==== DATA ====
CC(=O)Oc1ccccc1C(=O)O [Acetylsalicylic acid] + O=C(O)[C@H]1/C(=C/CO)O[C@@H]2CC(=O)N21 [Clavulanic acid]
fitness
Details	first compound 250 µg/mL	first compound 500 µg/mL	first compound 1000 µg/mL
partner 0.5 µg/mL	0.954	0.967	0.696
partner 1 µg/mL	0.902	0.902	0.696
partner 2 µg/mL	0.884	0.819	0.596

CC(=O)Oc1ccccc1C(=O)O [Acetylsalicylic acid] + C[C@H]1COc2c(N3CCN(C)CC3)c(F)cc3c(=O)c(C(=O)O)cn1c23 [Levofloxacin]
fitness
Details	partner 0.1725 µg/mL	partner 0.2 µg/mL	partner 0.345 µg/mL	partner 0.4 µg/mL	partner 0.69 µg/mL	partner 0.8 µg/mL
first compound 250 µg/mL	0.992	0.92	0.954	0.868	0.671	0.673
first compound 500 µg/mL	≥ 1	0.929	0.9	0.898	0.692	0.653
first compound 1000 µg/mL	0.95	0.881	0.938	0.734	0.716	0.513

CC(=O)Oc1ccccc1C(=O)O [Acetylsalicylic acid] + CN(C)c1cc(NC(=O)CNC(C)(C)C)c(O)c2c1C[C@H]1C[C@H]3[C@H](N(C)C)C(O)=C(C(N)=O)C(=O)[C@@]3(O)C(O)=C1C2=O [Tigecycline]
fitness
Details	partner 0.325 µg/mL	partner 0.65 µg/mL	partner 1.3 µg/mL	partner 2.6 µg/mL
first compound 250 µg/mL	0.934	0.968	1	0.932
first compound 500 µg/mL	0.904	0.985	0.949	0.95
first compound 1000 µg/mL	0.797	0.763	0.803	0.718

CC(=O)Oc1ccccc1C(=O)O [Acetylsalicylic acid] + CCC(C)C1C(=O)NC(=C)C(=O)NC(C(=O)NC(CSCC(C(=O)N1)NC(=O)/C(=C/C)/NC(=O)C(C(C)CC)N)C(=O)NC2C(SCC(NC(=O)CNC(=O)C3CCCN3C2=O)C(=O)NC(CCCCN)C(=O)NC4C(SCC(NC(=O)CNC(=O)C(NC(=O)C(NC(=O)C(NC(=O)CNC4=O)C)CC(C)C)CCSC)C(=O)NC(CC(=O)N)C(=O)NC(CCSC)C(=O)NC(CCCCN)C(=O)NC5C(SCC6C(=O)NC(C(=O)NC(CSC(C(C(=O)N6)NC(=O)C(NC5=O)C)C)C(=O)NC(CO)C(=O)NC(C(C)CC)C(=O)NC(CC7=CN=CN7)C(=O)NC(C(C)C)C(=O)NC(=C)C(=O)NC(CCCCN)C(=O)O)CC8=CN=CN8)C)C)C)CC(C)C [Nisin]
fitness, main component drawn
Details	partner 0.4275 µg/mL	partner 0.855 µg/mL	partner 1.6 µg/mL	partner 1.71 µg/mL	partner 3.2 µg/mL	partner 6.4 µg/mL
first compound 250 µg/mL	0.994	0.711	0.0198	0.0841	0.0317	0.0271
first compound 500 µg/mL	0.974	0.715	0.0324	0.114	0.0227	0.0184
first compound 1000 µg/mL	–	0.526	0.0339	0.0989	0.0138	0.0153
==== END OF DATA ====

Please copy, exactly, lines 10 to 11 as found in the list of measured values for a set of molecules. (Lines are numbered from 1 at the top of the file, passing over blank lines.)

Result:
first compound 250 µg/mL	0.992	0.92	0.954	0.868	0.671	0.673
first compound 500 µg/mL	≥ 1	0.929	0.9	0.898	0.692	0.653